What Your Vegan or Vegetarian Diet is Missing

A plant-based diet has several powerful and extraordinary effects on your health, lifespan, and quality of life. Indeed, eating foods like fruits, vegetables, and nuts will significantly reduce your risk of disease. Plant-based foods and meals are packed with various potent vitamins, nutrients, and minerals. However, unfortunately, there are a few essential nutritional elements lacking.

Not eating meat eliminates essential nutrients derived from animals. And the quantity of nutrients that meat provides is sufficient and close to RDA values. It is not to say you should not be vegan or vegetarian. Just because it lacks a few minerals does not mean it is bad for you. You just need to know what nutrients and quantity are missing and supplement them to optimize your health and energy and avoid nutritional deficiencies. And sometimes, a pill is not as effective as food.

Here are essential vitamins and minerals you should keep an eye on.

Plant Protein vs. Animal

Plant-based proteins are less anabolic than animal proteins because of their lower digestibility and lower essential amino acid content. It all comes down to bioavailability. Plant-based amino acids tend to get degraded during digestion rather than make it through to muscle protein synthesis.

Here are some ways and examples of complete proteins.

  • Black beans and rice
  • Pasta and peas
  • Whole wheat bread and peanut butter

A study was done looking at how each protein was digested. The scientists saw that 50% of the 110 peptides in plant-based meat remained after digestion. And as for chicken, out of the 500 peptides, only 15% remained. So, the study showed that chicken has greater bioavailability and is more absorbed than plant-based proteins.


Omega-3 is found in three different acids- Alpha-linolenic acid (ALA), docosahexaenoic acid (DHA), and eicosapentaenoic acid (EPA). Most omega-3 DHA and EPA come from salmon and fish.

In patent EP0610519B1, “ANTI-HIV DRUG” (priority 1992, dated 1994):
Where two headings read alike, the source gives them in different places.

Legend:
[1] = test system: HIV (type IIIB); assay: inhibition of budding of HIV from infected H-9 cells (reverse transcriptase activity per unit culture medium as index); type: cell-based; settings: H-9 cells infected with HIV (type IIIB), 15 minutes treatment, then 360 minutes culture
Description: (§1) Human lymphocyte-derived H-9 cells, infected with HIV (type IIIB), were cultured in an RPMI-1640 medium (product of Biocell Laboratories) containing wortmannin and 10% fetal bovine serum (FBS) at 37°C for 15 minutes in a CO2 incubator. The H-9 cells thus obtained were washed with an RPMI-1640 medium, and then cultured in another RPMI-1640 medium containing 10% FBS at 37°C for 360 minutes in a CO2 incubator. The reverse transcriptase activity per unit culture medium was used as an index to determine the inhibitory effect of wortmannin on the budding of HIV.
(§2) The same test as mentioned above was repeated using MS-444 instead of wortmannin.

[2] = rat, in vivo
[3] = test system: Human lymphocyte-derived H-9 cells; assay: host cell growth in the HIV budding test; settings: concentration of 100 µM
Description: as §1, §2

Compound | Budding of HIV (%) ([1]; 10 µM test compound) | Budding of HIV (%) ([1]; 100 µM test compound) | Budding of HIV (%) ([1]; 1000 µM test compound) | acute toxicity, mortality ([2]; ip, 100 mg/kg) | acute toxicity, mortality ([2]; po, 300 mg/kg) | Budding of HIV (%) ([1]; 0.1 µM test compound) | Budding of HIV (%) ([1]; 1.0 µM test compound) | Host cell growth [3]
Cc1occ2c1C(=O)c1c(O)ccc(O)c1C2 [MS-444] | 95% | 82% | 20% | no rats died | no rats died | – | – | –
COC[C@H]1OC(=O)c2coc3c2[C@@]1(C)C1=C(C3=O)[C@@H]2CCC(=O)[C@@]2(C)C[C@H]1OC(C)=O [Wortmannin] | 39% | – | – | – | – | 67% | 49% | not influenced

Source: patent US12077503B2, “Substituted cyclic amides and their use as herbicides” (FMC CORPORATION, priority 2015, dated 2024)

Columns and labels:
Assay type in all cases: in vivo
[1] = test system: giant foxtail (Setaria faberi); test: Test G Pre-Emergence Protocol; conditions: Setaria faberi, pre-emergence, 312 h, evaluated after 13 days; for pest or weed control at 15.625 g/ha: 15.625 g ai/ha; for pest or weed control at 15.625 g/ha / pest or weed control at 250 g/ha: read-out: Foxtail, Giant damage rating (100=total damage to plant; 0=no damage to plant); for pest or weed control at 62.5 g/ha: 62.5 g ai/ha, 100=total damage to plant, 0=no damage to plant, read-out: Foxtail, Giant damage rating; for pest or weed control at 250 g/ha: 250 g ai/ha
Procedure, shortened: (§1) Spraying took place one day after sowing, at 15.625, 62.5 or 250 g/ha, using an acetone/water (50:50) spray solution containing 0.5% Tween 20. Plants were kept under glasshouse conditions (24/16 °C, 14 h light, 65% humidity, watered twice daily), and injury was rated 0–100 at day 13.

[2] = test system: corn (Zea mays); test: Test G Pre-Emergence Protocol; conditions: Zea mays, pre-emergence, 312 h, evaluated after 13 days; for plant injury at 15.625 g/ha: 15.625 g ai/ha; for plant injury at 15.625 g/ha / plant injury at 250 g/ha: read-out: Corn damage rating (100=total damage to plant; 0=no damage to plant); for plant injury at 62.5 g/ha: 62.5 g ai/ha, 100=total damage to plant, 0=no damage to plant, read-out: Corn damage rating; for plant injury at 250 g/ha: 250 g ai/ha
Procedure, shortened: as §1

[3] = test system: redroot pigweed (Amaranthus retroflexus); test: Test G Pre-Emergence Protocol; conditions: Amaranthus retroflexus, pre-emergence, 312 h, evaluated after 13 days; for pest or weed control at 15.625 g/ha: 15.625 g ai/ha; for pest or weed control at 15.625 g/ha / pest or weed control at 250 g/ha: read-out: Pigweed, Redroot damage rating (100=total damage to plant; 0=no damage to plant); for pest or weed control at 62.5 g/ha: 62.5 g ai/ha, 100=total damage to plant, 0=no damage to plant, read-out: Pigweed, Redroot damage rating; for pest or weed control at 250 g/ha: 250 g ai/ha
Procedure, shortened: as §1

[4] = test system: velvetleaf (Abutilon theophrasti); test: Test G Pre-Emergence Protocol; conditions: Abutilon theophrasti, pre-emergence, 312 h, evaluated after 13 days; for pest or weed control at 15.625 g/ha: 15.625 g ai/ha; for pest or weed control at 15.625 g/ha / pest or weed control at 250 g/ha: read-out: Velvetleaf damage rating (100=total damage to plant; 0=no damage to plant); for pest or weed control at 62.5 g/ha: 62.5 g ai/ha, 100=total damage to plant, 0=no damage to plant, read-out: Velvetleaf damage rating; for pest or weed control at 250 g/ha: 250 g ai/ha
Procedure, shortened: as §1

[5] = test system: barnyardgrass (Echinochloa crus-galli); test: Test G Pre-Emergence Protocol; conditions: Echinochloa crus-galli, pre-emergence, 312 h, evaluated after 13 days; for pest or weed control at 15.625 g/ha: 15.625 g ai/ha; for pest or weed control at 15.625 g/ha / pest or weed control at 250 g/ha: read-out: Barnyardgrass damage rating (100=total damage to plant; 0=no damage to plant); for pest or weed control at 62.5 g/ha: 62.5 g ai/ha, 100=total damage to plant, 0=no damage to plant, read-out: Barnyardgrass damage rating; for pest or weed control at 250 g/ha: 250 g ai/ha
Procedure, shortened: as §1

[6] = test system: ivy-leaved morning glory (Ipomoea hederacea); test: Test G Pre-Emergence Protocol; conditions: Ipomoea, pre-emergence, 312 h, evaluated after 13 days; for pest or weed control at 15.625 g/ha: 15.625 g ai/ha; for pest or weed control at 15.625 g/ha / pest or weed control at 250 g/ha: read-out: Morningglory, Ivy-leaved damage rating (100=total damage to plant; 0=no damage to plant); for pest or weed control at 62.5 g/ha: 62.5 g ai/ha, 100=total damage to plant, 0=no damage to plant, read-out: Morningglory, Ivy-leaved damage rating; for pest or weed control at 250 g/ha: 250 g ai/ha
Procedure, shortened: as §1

The spectacular news is your body can convert ALA to DHA and EPA. ALA is found in foods like seeds and nuts. Unfortunately, it can only convert about 5%.

A vegan source of omega-3 is algae. Algae is one source vegans can eat with a higher source and bioavailable DHA and EPA.


Creatine is a substance that creates energy in the form of ATP, the energy needed for movement and physical activity. Significant amounts of creatine are found in meat products. Therefore, creatine is lower in vegan diets compared to non-vegan ones.

The good news is that creatine can easily be supplemented using a powder.


Iron is a crucial mineral for proper bodily development and growth. It is needed to form hemoglobin and myoglobin. They are proteins that your body uses to transport oxygen from your lungs to your body, muscles, and brain. In addition, some of the hormones in your body can’t be produced without iron. So, when iron is low, anemia occurs.

The iron that is from animal and plant are distinctively different. There are two types of iron. Heme iron is predominantly found in meat, poultry, and fish. It is more bioavailable and effectively absorbed. In plant-based iron, it is called nonheme iron. Unfortunately, nonheme iron has a very poor absorption rate. Heme is the body’s primary source of iron.

Vegans and vegetarians need two times more iron than meat eaters to reach the RDA for iron. The good news is that consuming vitamin C will help increase your body’s absorption of nonheme iron.


Zinc is necessary for the body to function correctly. It is vital for creating proteins, a strong immune system, and repairing muscles, cells, and nerves. The body uses zinc for many functions. However, although zinc is found in a wide range of cereals and plant-based foods, its bioavailability from these sources is very low. Zinc derived from animal sources, like meat, are significantly higher.

When it comes to zinc in foods such as whole grains, cereals, bread, and legumes, they contain something called phytates. Phytates bind to zinc in these foods and prevent the zinc from being absorbed in the body. So, vegans get hit with a double whammy when it comes to zinc.

However, to decrease phytates with legumes, soak your beans overnight before cooking them the next day. This seems to help increase zinc absorption and diminish the effect of phytates. And when you eat bread, select leavened (made with yeast) grains. Also, eating fermented foods seem to boost absorption.

People who follow plant-based diets need to increase zinc intake by up to fifty percent. If you need to take a zinc supplement, take zinc gluconate or zinc citrate supplement. It is 50-60% more absorbed than regular zinc.

So, understand that when something is super healthy, like a vegan or plant-based diet, it can still have some pitfalls. Fixing those pitfalls will optimize your diet for excellent health results.

You best option as a vegan or vegetarian is to check your blood. Therefore, you can see how functional and effective your diet is for your body. And what is lacking, you can research and incorporate it to avoid deficiency.

What Your Vegan or Vegetarian Diet is Missing